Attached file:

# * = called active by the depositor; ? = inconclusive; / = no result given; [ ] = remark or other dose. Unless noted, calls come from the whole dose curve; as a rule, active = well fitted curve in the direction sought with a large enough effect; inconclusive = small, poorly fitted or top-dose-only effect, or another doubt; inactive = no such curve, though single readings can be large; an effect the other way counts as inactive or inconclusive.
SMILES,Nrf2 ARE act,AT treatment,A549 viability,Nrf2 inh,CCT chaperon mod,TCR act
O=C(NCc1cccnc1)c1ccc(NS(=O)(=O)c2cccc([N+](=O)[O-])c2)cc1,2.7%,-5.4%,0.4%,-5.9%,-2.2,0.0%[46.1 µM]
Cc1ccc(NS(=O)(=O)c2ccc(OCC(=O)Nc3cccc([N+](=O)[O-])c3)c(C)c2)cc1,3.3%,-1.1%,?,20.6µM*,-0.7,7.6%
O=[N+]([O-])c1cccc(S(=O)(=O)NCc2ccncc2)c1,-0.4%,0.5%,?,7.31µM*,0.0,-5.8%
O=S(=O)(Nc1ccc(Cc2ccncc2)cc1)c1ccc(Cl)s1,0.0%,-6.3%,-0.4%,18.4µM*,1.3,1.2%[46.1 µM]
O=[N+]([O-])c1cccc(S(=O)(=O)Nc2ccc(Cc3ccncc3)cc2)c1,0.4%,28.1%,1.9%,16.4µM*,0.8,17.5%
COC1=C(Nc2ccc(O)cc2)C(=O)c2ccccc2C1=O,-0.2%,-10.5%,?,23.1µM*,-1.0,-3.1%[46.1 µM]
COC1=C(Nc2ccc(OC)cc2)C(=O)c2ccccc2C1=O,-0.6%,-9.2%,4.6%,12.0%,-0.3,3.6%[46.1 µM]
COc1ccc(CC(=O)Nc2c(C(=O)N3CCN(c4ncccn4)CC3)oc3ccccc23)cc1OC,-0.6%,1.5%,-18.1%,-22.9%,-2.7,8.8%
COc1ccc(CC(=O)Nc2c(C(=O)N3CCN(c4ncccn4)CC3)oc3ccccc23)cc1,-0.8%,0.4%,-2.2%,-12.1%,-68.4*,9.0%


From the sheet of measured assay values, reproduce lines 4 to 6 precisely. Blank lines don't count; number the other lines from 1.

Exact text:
Cc1ccc(NS(=O)(=O)c2ccc(OCC(=O)Nc3cccc([N+](=O)[O-])c3)c(C)c2)cc1,3.3%,-1.1%,?,20.6µM*,-0.7,7.6%
O=[N+]([O-])c1cccc(S(=O)(=O)NCc2ccncc2)c1,-0.4%,0.5%,?,7.31µM*,0.0,-5.8%
O=S(=O)(Nc1ccc(Cc2ccncc2)cc1)c1ccc(Cl)s1,0.0%,-6.3%,-0.4%,18.4µM*,1.3,1.2%[46.1 µM]